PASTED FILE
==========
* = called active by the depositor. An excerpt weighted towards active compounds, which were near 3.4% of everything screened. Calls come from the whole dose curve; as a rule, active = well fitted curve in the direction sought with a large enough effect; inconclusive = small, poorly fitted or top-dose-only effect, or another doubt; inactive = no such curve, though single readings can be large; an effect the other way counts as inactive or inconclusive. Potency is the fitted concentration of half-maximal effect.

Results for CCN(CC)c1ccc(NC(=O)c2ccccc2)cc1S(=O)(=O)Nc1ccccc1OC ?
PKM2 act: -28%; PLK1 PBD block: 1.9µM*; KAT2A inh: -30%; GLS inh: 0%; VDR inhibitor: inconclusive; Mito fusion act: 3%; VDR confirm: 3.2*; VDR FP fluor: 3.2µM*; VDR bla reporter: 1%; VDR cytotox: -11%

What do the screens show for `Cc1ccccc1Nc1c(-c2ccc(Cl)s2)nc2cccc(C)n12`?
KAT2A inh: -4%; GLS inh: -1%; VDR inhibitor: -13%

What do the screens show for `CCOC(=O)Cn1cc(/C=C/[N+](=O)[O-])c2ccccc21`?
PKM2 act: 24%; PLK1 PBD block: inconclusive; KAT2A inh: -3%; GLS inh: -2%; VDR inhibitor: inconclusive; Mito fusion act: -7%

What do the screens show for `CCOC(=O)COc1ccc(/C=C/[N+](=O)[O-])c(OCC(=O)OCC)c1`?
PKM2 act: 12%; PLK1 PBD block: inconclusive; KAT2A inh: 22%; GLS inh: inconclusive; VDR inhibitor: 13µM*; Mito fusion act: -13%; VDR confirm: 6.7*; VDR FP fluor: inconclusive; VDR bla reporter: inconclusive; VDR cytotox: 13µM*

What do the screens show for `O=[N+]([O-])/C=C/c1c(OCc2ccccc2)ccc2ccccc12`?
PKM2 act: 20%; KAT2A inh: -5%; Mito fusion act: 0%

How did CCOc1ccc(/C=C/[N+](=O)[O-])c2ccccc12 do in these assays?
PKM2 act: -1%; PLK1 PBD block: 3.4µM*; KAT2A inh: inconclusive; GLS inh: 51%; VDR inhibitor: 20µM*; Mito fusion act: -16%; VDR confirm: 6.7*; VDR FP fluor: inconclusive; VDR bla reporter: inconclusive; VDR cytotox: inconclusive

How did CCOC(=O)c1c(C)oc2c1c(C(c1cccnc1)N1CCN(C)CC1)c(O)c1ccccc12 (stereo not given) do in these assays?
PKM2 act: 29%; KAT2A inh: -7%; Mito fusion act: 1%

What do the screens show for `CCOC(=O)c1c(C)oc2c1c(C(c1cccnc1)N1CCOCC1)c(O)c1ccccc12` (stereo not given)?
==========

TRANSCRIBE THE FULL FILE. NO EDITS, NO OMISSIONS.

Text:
* = called active by the depositor. An excerpt weighted towards active compounds, which were near 3.4% of everything screened. Calls come from the whole dose curve; as a rule, active = well fitted curve in the direction sought with a large enough effect; inconclusive = small, poorly fitted or top-dose-only effect, or another doubt; inactive = no such curve, though single readings can be large; an effect the other way counts as inactive or inconclusive. Potency is the fitted concentration of half-maximal effect.

Results for CCN(CC)c1ccc(NC(=O)c2ccccc2)cc1S(=O)(=O)Nc1ccccc1OC ?
PKM2 act: -28%; PLK1 PBD block: 1.9µM*; KAT2A inh: -30%; GLS inh: 0%; VDR inhibitor: inconclusive; Mito fusion act: 3%; VDR confirm: 3.2*; VDR FP fluor: 3.2µM*; VDR bla reporter: 1%; VDR cytotox: -11%

What do the screens show for `Cc1ccccc1Nc1c(-c2ccc(Cl)s2)nc2cccc(C)n12`?
KAT2A inh: -4%; GLS inh: -1%; VDR inhibitor: -13%

What do the screens show for `CCOC(=O)Cn1cc(/C=C/[N+](=O)[O-])c2ccccc21`?
PKM2 act: 24%; PLK1 PBD block: inconclusive; KAT2A inh: -3%; GLS inh: -2%; VDR inhibitor: inconclusive; Mito fusion act: -7%

What do the screens show for `CCOC(=O)COc1ccc(/C=C/[N+](=O)[O-])c(OCC(=O)OCC)c1`?
PKM2 act: 12%; PLK1 PBD block: inconclusive; KAT2A inh: 22%; GLS inh: inconclusive; VDR inhibitor: 13µM*; Mito fusion act: -13%; VDR confirm: 6.7*; VDR FP fluor: inconclusive; VDR bla reporter: inconclusive; VDR cytotox: 13µM*

What do the screens show for `O=[N+]([O-])/C=C/c1c(OCc2ccccc2)ccc2ccccc12`?
PKM2 act: 20%; KAT2A inh: -5%; Mito fusion act: 0%

How did CCOc1ccc(/C=C/[N+](=O)[O-])c2ccccc12 do in these assays?
PKM2 act: -1%; PLK1 PBD block: 3.4µM*; KAT2A inh: inconclusive; GLS inh: 51%; VDR inhibitor: 20µM*; Mito fusion act: -16%; VDR confirm: 6.7*; VDR FP fluor: inconclusive; VDR bla reporter: inconclusive; VDR cytotox: inconclusive

How did CCOC(=O)c1c(C)oc2c1c(C(c1cccnc1)N1CCN(C)CC1)c(O)c1ccccc12 (stereo not given) do in these assays?
PKM2 act: 29%; KAT2A inh: -7%; Mito fusion act: 1%

What do the screens show for `CCOC(=O)c1c(C)oc2c1c(C(c1cccnc1)N1CCOCC1)c(O)c1ccccc12` (stereo not given)?